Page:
Perfect Simulation of the Strauss Process

Generate a random pattern of points, a simulated realisation of the Strauss process, using a perfect simulation algorithm.

spatial, datagen
rStrauss(beta, gamma = 1, R = 0, W = owin())
intensity parameter (a positive number).
interaction parameter (a number between 0 and 1, inclusive).
interaction radius (a non-negative number).
window (object of class "owin") in which to generate the random pattern. Currently this must be a rectangular window.

This function generates a realisation of the Strauss point process in the window W using a perfect simulation algorithm.

The Strauss process (Strauss, 1975; Kelly and Ripley, 1976) is a model for spatial inhibition, ranging from a strong `hard core' inhibition to a completely random pattern according to the value of gamma.

The Strauss process with interaction radius $R$ and parameters $\beta$ and $\gamma$ is the pairwise interaction point process with probability density $$f(x_1,\ldots,x_n) = \alpha \beta^{n(x)} \gamma^{s(x)}$$ where $x_1,\ldots,x_n$ represent the points of the pattern, $n(x)$ is the number of points in the pattern, $s(x)$ is the number of distinct unordered pairs of points that are closer than $R$ units apart, and $\alpha$ is the normalising constant. Intuitively, each point of the pattern contributes a factor $\beta$ to the probability density, and each pair of points closer than $r$ units apart contributes a factor $\gamma$ to the density.

The interaction parameter $\gamma$ must be less than or equal to $1$ in order that the process be well-defined (Kelly and Ripley, 1976). This model describes an ``ordered'' or ``inhibitive'' pattern. If $\gamma=1$ it reduces to a Poisson process (complete spatial randomness) with intensity $\beta$. If $\gamma=0$ it is called a ``hard core process'' with hard core radius $R/2$, since no pair of points is permitted to lie closer than $R$ units apart.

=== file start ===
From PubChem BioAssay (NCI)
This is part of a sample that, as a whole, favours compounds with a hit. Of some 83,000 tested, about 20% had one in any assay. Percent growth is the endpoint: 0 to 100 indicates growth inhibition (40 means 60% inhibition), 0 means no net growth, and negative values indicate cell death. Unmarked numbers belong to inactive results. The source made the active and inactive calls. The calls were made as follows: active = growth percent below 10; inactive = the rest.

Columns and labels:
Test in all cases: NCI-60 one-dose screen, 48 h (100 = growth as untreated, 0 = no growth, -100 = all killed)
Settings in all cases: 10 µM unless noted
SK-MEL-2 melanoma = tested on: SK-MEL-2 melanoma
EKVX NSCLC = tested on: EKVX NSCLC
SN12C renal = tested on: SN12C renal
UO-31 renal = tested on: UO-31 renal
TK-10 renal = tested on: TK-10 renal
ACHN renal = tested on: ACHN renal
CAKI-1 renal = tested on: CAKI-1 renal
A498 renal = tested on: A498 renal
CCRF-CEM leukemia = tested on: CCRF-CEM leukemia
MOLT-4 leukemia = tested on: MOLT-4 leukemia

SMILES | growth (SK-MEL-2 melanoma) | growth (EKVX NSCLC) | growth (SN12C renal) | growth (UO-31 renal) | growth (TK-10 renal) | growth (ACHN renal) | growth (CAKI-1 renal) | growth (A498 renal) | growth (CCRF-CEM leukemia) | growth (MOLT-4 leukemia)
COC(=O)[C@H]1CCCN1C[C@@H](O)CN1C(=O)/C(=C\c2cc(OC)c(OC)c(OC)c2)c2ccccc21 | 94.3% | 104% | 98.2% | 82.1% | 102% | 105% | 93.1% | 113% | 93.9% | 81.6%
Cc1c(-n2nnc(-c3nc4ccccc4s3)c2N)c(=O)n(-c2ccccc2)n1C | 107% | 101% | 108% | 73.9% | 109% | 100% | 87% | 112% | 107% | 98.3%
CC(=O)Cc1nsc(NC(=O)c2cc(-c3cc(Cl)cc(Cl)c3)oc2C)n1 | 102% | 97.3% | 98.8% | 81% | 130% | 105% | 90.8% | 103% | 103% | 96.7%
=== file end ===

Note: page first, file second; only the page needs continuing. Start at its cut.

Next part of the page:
The simulation algorithm used to generate the point pattern is dominated coupling from the past as implemented by Berthelsen and Moller (2002, 2003). This is a perfect simulation or exact simulation algorithm, so called because the output of the algorithm is guaranteed to have the correct probability distribution exactly (unlike the Metropolis-Hastings algorithm used in rmh, whose output is only approximately correct).

The implementation is currently experimental. There is a tiny chance that the algorithm will run out of space before it has terminated. If this occurs, an error message will be generated.


  • A point pattern (object of class "ppp").


Berthelsen, K.K. and Moller, J. (2002) A primer on perfect simulation for spatial point processes. Bulletin of the Brazilian Mathematical Society 33, 351-367.

Berthelsen, K.K. and Moller, J. (2003) Likelihood and non-parametric Bayesian MCMC inference for spatial point processes based on perfect simulation and path sampling. Scandinavian Journal of Statistics 30, 549-564.

Kelly, F.P. and Ripley, B.D. (1976) On Strauss's model for clustering. Biometrika 63, 357--360.

Moller, J. and Waagepetersen, R. (2003). Statistical Inference and Simulation for Spatial Point Processes. Chapman and Hall/CRC.

Strauss, D.J. (1975) A model for clustering. Biometrika 63, 467--475.

See Also


  • rStrauss
X <- rStrauss(0.05,0.2,1.5,square(141.4))
   Z <- rStrauss(100,0.7,0.05)
Documentation reproduced from package spatstat, version 1.12-5, License: GPL (>= 2)

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